Press Conferences

23 march, 2009 20:00

Prime Minister Vladimir Putin addressed a news conference

Prime Minister Vladimir Putin addressed a news conference
"The European Commission is paying ever greater attention to energy transport-in particular, natural gas piping via Ukraine. That is good, as is the attempt to put the gas transport operator under the control of international legal norms and regulations. I think we should, and can, support it."
Vladimir Putin
News conference

Question: Mr Putin, a conference on the Ukrainian gas piping system has been held in Brussels, and the European Union and Ukraine have adopted a declaration. What would you say in response?

Vladimir Putin: The European Commission is paying ever greater attention to energy transport-in particular, natural gas piping via Ukraine. That is good, as is the attempt to put the gas transport operator under the control of international legal norms and regulations. I think we should, and can, support it.

Still, some problems remain unsettled, including the declaration you have mentioned. I have read it. It says that the normal performance of the gas piping system is an earnest of political stability in Ukraine and the European Union countries. However essential those matters might be, they should not acquire excessive political colouring. One should not take it too far.

Next, though the declaration refers to the independence of the gas transport operator, its wording is too obscure to see what independence and from whom said independence is meant.

As you know, the global financial and economic crisis has found many countries in dire straits. Russia is solving its problems-the budget deficit in particular-by relying on available reserves. Ukraine has no such opportunity.

We have made sufficient loans to our CIS partners. Prospects for a loan to Ukraine are being discussed. We have called on our European partners at recent meetings of various levels to pool our efforts for a joint loan to Ukraine-to which the European Commission responded by saying it could not afford the loan. Does this mean someone is out to exploit the economic crisis to rob Ukraine of its gas piping system? If so, that is a bad way to settle the problem-I know how sensitive Ukraine is on the government holding of gas transport.

Last but not least, on the question of necessary modernisation of the system, it is poised to increase gas pumping by 60 billion cubic metres. We pumped approximately 113 billion cu m via Ukraine last year, and supplied a rough total of 130 billion cu m to Europe.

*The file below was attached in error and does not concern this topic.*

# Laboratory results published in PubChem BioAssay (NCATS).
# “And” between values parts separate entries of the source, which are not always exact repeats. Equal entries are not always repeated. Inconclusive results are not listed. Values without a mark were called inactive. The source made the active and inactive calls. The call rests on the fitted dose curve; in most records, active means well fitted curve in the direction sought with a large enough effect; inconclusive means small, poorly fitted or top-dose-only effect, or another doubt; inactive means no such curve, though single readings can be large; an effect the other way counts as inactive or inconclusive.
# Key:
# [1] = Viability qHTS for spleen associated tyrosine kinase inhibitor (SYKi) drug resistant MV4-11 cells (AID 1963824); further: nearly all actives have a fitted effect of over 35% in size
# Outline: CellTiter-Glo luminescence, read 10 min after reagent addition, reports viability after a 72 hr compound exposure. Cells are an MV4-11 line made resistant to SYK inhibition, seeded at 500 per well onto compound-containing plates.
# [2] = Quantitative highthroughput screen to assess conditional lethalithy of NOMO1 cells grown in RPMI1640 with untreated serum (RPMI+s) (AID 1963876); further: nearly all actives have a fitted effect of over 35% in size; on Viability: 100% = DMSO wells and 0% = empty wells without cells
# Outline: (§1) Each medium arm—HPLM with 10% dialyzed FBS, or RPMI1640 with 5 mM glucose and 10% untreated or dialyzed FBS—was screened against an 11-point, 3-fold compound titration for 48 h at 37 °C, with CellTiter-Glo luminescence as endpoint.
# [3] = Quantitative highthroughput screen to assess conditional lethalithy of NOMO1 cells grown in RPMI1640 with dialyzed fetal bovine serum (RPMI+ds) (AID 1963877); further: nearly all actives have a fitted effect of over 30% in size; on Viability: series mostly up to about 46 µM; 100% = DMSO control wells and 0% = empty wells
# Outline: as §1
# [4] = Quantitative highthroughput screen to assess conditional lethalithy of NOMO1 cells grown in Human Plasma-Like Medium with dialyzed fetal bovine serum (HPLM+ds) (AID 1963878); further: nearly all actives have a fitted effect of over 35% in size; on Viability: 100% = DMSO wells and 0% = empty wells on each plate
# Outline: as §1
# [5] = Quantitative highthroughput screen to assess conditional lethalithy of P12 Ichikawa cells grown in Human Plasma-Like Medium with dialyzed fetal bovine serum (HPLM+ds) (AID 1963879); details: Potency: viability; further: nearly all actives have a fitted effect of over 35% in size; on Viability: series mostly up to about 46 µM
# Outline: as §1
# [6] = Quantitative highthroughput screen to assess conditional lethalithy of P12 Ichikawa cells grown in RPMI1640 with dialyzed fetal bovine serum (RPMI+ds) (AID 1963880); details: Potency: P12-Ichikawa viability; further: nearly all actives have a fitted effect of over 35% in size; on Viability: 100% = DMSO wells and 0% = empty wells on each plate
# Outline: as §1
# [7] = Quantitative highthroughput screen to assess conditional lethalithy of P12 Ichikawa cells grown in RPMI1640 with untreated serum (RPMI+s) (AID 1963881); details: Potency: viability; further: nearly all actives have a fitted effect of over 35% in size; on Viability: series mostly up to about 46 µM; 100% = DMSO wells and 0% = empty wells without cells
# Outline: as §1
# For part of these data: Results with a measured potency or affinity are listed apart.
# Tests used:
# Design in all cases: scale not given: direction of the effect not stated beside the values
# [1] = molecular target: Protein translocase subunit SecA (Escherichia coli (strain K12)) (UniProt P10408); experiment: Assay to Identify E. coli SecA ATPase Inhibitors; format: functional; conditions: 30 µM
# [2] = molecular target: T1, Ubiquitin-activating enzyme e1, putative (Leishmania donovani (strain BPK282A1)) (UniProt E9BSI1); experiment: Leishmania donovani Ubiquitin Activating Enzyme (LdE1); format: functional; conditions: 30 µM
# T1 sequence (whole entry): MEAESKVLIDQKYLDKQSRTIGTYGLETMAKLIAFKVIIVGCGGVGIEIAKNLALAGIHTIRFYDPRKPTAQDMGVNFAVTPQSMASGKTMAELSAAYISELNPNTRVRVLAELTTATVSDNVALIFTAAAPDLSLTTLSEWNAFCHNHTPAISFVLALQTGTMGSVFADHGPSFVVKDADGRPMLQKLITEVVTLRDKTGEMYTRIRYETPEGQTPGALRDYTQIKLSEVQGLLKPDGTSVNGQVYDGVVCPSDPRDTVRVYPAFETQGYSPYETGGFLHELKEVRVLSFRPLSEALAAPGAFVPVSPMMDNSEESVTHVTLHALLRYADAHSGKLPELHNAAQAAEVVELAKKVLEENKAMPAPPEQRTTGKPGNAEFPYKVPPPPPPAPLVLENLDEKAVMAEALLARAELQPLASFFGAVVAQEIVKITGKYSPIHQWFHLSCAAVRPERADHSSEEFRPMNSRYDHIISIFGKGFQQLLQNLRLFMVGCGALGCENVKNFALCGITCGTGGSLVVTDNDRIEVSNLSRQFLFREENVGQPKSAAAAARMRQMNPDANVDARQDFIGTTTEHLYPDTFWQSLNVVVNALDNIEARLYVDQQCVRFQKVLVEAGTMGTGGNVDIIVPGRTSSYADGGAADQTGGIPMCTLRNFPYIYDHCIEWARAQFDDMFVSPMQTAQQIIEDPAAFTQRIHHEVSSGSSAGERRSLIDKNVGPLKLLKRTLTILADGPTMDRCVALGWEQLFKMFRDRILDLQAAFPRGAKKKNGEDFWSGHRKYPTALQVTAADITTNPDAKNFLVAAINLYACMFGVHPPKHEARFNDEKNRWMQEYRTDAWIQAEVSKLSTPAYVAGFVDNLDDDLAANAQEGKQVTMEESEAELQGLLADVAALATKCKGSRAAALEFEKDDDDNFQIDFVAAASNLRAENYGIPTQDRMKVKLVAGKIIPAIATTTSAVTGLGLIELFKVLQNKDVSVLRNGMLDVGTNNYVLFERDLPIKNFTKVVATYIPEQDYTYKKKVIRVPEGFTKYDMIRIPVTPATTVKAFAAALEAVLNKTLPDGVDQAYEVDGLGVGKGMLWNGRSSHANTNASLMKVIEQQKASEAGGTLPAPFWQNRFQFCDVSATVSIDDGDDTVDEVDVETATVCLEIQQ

We also know that Russia and its European partners have repeatedly put the diversification of energy transport routes to European consumers on the agenda within the preceding years.

That is why we have advanced project Nord Stream and are implementing it to pump 30 billion cubic metres of gas a year across the Baltic Sea bottom. The South Stream pipeline will be laid on the Black Sea bottom for another 30 billion or more.

Europeans are discussing other projects, Nabucco among them-but where will gas be taken for them?

I think the document we are referring to is unprofessional and insufficiently thought out, to put it mildly, because one cannot be serious in discussing such matters without the principal supplier's participation.

The document also says that the volume of pumped gas should be the main incentive for lucrative investments. This is natural, since transit fees are a means of paying back the loan, but has anyone asked our opinion as to whether we can cope with such volumes of gas in the future, or whether we will do so?

If it is a mere technical setback in the problem-laden Russia-Ukraine-EU triangle, matters might turn out all right-but if it is the start of all-round dismissal of Russian interests, that is surely a bad sign, considering Russia's excellent partner ties recently established with practically all pivotal European energy companies. These ties involve coal, nuclear energy, and electricity, in which European companies have invested billions of dollars. In turn, Russia buys in Europe $26 billion worth of gas transport equipment. This also concerns oil and gas production and transport. If Russian interests are shrugged off, we will also have to start reconsidering the principles of our relations with partners. I hope things do not go that far.